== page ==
This Sunday, Hondurans will mark the 6th anniversary of a military coup that catapulted the Central American nation into becoming the region’s murder capital – with targeted killings of journalists, political activists and labor leaders rising to unprecedented levels. One of the alleged orchestrators of that coup, Miguel Facussé Barjum, died late this past Monday night of causes not yet disclosed.
Lawyers for the four judges dismissed in Honduras for objecting to the country’s 2009 coup clashed with adversaries from the government on Tuesday at the closing of a hearing at the Costa Rica-based Inter-American Court of Human Rights.
Honduran judges sacked for opposing 2009 coup seek reparations at Inter-American Court of Human Rights
Former Judge Guillermo López: “It’s unheard of that a high court of justice would make an effort to legitimize what had been a coup d’etat.”
Honduras, one of the poorest countries in Latin America, ridden by corruption, severely hit by violence, and showing some of the highest inequity levels in the region, seems set to build the first private city in the Central American nation’s history, to begin perhaps as early as next year.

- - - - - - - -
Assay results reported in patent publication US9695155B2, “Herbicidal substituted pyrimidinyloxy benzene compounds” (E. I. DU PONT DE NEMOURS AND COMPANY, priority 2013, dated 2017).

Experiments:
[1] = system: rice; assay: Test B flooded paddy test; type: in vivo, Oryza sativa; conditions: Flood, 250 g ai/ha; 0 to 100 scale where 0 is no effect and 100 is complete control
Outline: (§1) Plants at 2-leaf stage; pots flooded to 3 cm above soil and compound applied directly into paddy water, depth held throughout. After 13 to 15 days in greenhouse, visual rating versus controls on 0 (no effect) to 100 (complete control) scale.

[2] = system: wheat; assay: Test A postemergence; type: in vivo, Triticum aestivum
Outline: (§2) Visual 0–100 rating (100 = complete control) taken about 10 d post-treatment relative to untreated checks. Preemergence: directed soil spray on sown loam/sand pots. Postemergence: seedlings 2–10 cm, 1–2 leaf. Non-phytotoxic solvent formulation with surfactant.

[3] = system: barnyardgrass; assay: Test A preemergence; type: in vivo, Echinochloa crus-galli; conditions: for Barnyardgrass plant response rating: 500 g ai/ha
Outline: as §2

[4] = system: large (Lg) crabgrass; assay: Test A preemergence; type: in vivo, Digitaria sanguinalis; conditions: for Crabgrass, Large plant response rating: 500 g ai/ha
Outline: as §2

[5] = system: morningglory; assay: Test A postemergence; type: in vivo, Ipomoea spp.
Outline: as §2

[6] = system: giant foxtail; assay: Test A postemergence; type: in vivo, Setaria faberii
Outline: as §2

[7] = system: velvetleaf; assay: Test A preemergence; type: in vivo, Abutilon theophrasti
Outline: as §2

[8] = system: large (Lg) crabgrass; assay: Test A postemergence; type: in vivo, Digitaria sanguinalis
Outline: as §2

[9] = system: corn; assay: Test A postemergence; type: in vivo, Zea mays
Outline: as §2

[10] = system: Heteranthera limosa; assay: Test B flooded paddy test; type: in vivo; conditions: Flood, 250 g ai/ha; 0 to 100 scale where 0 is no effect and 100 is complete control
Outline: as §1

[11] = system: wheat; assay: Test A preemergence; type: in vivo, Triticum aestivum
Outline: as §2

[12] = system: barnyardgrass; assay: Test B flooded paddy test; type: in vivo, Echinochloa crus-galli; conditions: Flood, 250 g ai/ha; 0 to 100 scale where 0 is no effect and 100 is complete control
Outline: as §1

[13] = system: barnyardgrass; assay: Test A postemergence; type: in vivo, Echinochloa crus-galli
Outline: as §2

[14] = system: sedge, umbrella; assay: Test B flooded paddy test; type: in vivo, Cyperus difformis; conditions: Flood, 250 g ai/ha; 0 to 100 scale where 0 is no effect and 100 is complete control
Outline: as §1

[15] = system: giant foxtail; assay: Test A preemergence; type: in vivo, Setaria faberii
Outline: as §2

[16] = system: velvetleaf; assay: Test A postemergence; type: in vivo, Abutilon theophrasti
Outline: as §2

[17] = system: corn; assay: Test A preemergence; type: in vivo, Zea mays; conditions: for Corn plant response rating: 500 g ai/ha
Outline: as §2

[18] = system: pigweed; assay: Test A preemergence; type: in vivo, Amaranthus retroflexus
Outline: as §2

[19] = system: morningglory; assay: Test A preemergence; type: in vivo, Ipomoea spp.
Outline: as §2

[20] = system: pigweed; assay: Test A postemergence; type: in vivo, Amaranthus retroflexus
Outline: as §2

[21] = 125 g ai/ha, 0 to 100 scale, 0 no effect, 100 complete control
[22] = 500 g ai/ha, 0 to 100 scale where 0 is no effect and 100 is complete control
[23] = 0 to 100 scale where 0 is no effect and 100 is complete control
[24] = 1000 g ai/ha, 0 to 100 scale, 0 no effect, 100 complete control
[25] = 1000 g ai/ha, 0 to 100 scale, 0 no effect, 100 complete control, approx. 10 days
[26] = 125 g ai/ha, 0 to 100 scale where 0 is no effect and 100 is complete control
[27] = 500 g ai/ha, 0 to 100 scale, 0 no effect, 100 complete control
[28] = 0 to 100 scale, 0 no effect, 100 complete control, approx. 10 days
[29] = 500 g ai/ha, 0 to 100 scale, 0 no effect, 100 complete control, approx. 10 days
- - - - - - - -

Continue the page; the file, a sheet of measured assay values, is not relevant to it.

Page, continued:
Born in the Honduran mountain town of Siguatepeque, Brig. Gen. Romeo Orlando Vásquez Velásquez attended the U.S. Army’s School of the Americas near Ft. Benning, Georgia, in the 1970s and ’80s. Despite his lifelong love for the United States, he cannot set foot on U.S. soil.
Honduran President Juan Orlando Hernández took office Monday promising to work with a fragmented Congress and stem the highest homicide rate in the world.